"IP has zero to do with Dr. London's post; it's an attempt to pervert our contributor's thought into another agenda."

I kind of think it is related. Why else would the bags in question be illicit? I assume that was because of a violation of a patent or copyright. Is there some other reason I'm not aware of.



"The discussion ends up with (ta-da!) anarchy, as most all discussions do with this particular gentleman."

Naturally if we discuss things long enough we tend to get down to more and mopre fundamental reasoning, which in my case is anarchism. I'm not trying to direct the conversation there, but yeah it might get there on it's own. I fail to see how that's exactly a bad thing.



"Sorry to put it that way, but it's cruel to be kind. Unfortunately, he believes we are all stupider than he is. But that is not possible."

This is petty even for you Tom. You don't like conversing with me, and that's fine. By all means don't bother.

Tlaloc said...

"Well, for the time being, I'm willingly along for the ride. I think Tlaloc provides for some useful discussion around here "

Why thank you.


"but I understand your concern about him abusing the space."

Since the space is 100% free I don't see how it can be an abuse unless I was spamming, posting porn or advertisements, or perhaps posting something illegal (say death threats). Since I certainly have not done any of those the charge of "abuse" seems, well, silly.



"My dad used to show up here on occaision, but left, in part, because he tired of the posting demands required from responding to Tlaloc."

Good gracious, why? Nobody has to respond to me. I can and do try to respond to posts directed at me, but that in no way obligates someone to respond to my response if they don't have time. It's not like I parade around going "nyaa, nyaa, you didn't respond so I win!"

Matt Huisman said...

Since I certainly have not done any of those the charge of "abuse" seems, well, silly.

I don't have a problem with you Tlaloc, that's TVD's issue - though I think I understand his point of view.

As far as my dad was concerned, he didn't have a problem with you either. He just decided that he didn't want to get sucked into trading blog posts all day. You have a style that leads to exponential post response length that some people don't want to bother with. Again, not your problem - but it can become a problem for the hosts if they aren't able to attract and retain the viewers/posters they're targeting.

As far as I'm concerned, I enjoy the wit and humor that you (and James) provide - I enjoy the chance to reexamine what/why I believe what I do and to see if I have any power of persuasion. But I also hope to be a good guest and respect wishes of the hosts to keep this from turning into just another site of internet chaos.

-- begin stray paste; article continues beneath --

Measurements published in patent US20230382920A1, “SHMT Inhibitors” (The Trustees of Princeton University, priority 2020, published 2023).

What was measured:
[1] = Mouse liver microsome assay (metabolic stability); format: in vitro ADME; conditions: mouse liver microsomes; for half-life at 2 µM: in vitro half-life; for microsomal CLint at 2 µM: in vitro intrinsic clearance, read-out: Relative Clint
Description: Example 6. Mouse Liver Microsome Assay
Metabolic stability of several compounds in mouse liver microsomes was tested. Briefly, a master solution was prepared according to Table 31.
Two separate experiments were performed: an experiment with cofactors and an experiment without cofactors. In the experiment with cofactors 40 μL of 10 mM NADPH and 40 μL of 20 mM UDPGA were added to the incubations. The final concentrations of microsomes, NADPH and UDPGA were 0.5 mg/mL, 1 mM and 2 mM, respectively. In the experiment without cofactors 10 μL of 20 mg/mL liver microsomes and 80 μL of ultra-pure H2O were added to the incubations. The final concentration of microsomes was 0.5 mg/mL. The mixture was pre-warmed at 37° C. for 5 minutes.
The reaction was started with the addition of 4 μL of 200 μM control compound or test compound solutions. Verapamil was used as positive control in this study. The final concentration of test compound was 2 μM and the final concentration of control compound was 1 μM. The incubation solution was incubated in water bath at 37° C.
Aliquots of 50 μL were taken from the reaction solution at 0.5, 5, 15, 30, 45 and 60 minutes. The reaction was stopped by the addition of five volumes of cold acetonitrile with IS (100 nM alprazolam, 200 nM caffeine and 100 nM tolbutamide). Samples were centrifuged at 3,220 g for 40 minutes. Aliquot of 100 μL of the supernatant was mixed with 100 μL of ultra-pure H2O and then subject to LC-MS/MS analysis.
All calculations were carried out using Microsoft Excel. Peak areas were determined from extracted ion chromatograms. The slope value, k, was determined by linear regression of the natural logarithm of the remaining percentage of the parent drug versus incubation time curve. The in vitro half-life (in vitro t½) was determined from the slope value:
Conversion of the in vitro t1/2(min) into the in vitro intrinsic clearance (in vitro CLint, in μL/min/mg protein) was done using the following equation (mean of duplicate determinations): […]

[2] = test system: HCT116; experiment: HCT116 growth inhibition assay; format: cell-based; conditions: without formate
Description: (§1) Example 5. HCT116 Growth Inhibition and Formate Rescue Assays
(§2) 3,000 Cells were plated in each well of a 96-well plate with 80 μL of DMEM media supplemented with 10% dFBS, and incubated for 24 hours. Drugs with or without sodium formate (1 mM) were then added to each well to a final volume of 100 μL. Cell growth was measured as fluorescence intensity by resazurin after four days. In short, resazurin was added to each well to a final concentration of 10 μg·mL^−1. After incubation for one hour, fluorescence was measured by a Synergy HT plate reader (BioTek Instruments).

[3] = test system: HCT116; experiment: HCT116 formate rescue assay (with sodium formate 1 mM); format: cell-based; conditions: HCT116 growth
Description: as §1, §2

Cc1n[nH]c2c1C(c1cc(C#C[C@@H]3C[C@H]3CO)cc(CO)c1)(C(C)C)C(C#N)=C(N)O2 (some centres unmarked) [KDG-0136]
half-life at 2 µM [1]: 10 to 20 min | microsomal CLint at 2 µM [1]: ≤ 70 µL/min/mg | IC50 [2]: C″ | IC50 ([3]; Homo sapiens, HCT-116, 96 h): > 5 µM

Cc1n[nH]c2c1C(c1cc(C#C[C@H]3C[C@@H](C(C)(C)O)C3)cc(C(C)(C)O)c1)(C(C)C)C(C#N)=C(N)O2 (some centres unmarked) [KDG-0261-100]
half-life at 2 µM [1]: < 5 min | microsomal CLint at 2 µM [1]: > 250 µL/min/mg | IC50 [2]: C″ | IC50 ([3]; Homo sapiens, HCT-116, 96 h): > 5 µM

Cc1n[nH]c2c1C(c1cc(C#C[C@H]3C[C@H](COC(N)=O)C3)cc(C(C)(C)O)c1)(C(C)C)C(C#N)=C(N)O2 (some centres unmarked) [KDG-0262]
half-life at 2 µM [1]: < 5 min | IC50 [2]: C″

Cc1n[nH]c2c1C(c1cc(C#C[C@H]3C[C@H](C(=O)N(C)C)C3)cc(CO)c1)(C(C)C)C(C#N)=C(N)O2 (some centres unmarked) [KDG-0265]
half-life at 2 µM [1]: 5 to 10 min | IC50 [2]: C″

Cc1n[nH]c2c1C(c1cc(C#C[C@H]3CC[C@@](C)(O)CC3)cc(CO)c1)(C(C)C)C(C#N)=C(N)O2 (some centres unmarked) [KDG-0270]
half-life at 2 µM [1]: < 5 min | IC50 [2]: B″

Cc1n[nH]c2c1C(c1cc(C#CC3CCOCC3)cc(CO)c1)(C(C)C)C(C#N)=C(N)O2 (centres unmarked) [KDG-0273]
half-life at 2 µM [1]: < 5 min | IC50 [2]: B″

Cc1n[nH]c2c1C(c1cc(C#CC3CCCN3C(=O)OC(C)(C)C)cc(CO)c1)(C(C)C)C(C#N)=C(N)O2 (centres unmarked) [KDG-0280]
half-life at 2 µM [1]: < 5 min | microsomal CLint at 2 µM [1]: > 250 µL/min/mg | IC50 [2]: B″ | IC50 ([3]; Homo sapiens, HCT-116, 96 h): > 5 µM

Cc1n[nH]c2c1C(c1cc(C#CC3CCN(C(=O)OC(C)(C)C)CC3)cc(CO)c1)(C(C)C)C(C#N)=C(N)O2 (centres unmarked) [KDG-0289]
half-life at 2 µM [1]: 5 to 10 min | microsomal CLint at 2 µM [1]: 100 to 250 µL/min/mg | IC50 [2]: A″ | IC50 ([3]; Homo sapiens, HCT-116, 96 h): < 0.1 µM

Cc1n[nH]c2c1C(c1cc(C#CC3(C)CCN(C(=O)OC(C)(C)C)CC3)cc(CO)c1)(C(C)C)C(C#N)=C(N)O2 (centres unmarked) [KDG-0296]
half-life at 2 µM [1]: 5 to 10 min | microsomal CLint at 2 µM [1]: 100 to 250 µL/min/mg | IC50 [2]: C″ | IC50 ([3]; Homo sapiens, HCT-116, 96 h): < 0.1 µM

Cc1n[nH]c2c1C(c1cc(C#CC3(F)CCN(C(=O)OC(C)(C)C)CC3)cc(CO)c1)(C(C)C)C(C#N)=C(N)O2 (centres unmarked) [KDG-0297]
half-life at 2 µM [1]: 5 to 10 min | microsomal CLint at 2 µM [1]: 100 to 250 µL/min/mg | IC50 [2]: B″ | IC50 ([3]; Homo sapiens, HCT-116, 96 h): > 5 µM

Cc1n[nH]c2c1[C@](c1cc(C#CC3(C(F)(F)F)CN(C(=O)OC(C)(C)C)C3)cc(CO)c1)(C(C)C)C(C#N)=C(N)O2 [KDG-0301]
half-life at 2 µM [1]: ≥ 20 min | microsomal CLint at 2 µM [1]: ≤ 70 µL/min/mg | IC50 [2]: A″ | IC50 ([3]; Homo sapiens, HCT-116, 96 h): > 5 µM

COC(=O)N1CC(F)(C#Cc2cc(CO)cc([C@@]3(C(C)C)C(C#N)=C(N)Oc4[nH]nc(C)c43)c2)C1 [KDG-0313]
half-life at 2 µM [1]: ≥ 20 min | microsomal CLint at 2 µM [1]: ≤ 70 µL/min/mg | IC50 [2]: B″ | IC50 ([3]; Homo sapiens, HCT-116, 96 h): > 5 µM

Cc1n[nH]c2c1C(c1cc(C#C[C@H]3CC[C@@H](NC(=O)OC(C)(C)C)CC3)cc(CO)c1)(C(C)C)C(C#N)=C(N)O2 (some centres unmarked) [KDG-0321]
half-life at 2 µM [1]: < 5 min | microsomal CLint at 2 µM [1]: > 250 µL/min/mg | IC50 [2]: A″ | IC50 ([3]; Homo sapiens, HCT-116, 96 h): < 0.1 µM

Tlaloc said...

"I don't have a problem with you Tlaloc, that's TVD's issue - though I think I understand his point of view."

I figured I just wanted to clear up my position on the matter. I have no interest in abusing the Reform Club. I have come here because it sold itself as a place to discuss ideas and I could be assured of running into people with different perceptionand values and hence keep myself from mentally stagnating by never getting any challenges to my point of view. Just FYI.


"As far as my dad was concerned, he didn't have a problem with you either. He just decided that he didn't want to get sucked into trading blog posts all day."

Well I guess in a way I'm sort of flattered. Apparently I'm intriguing or infuriating enough that he can't be on the same forum without replying to me. Anyway I'm glad he wasn't seriously bothered by my views. Say "hi" for me :)

Matt Huisman said...

I don't think it had much to do with you being intriguing or infuriating - you just happened to be the loudest voice on the other side of most arguements. There are plenty of places to read good articles on the web - the point of TRC is to add to that good conversation. But once you discover that the primary alternative viewpoint is going to be made from the fantasy island of anarchy, you don't need an excuse for leaving.

Tlaloc said...

"But once you discover that the primary alternative viewpoint is going to be made from the fantasy island of anarchy, you don't need an excuse for leaving."

Oh, see we were having such a nice civil discussion and then you had to go and ruin it.

Matt Huisman said...

Just having a little fun...the way things were going, I was afraid I was going to have to give you a hug.

Tlaloc said...

It's alright, trust me being an anarchist requires a pretty thick skin.